Father sustains family through earning from Tafa’igata landfill

By Ilia L Likou ,

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DOING WHAT HE CAN: Sala Tielu is determined to provide for his family at any cost.

DOING WHAT HE CAN: Sala Tielu is determined to provide for his family at any cost.

Sala Tielu’s routine every day before sunset is to push his wheelbarrow at the Tafa’igata rubbish dump.

His goal? To collect as many empty bottles as he can.

The father-of-seven from Nu’u does this to earn a living for his family. 

The Village Voice team caught up with him while on his way back from the rubbish site at midday yesterday.

“It’s not the best job in the world but it’s what I can do and it’s near my home,” he said.

“I have seven children and two of them work. The other five are still in school.

“To be honest, my children’s income can’t  buy us everything especially when I want to make sure that my other five children stay in school.

“That’s why I came up with this solution (collecting bottles) to contribute to my family’s well-being.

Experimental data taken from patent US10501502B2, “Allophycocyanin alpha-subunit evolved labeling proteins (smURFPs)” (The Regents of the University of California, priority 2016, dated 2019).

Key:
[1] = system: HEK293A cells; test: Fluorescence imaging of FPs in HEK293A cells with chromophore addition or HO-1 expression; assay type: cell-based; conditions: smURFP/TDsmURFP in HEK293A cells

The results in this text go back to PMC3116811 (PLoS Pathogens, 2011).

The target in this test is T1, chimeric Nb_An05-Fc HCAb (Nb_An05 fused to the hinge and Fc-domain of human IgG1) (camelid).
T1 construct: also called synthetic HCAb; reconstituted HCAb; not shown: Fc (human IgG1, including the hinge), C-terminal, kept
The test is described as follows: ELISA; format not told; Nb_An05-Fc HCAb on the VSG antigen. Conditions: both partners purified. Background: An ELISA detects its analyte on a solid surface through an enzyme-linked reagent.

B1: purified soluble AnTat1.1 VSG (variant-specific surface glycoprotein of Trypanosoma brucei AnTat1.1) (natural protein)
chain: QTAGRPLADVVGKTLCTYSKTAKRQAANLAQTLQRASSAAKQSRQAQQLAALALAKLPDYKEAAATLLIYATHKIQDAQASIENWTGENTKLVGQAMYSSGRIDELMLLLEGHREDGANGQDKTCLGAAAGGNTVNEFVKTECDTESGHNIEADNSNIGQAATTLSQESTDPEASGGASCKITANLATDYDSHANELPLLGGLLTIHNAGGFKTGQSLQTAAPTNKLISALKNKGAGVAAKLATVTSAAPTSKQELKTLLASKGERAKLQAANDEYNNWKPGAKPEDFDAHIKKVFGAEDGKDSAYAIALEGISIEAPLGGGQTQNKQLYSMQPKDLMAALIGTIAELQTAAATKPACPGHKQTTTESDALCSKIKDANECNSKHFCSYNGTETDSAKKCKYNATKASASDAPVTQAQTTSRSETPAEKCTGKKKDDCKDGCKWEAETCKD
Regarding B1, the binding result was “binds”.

He said there are challenges every day.

“I have to face the bad smell, rain and the sun every day,” Sala said.

“I have to wake up early every morning to make sure that I’m the first one to wait for those rubbish collectors at the site so that I could collect as many bottles as I can.

“To be honest, I’m not the only parent at the site and it’s a really sad scene if you have a chance to stop by someday see how it is.

“I want to thank the ministry for allowing us to go inside the site even though many of us make it too hard for the ministry sometimes.

“But they understand that we are desperately in need of help to raise our children and family.

“But where else can we go when this is the only answer and the best solution to the many struggles that we’ve faced every day.

Sala’s love for his family motivates him to continue what he’s doing now.

“This is the only hope for me and my family to survive from day to day,” he said.

“My family needs me every day, and that’s why I don’t have to sit around and do nothing, even though what I’m doing is too risky for myself.

“Nothing can stop me because my family is everything to me and I have to love them unconditionally no matter what.”

Sala earns $20 daily from collecting bottles.

“The money provides for my family’s basic needs like sugar, salt and others but I also have to save the other $10 for my children’s lunch every day,” he added.

© Samoa Observer 2016

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